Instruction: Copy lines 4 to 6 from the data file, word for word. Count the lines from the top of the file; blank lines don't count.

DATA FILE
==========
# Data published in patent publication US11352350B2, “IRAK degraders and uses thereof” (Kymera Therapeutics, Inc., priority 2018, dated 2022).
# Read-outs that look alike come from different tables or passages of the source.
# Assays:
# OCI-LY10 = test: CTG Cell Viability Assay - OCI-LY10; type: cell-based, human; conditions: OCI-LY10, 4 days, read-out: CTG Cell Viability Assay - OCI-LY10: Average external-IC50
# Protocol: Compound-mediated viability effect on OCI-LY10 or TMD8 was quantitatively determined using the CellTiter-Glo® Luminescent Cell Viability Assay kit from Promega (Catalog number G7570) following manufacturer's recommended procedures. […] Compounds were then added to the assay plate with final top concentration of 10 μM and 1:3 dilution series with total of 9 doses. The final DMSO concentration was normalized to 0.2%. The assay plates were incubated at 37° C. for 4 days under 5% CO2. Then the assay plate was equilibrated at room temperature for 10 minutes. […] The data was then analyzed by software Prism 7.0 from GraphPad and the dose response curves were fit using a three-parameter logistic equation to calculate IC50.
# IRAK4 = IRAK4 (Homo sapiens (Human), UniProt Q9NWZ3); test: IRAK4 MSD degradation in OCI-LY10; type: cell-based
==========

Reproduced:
# OCI-LY10 = test: CTG Cell Viability Assay - OCI-LY10; type: cell-based, human; conditions: OCI-LY10, 4 days, read-out: CTG Cell Viability Assay - OCI-LY10: Average external-IC50
# Protocol: Compound-mediated viability effect on OCI-LY10 or TMD8 was quantitatively determined using the CellTiter-Glo® Luminescent Cell Viability Assay kit from Promega (Catalog number G7570) following manufacturer's recommended procedures. […] Compounds were then added to the assay plate with final top concentration of 10 μM and 1:3 dilution series with total of 9 doses. The final DMSO concentration was normalized to 0.2%. The assay plates were incubated at 37° C. for 4 days under 5% CO2. Then the assay plate was equilibrated at room temperature for 10 minutes. […] The data was then analyzed by software Prism 7.0 from GraphPad and the dose response curves were fit using a three-parameter logistic equation to calculate IC50.
# IRAK4 = IRAK4 (Homo sapiens (Human), UniProt Q9NWZ3); test: IRAK4 MSD degradation in OCI-LY10; type: cell-based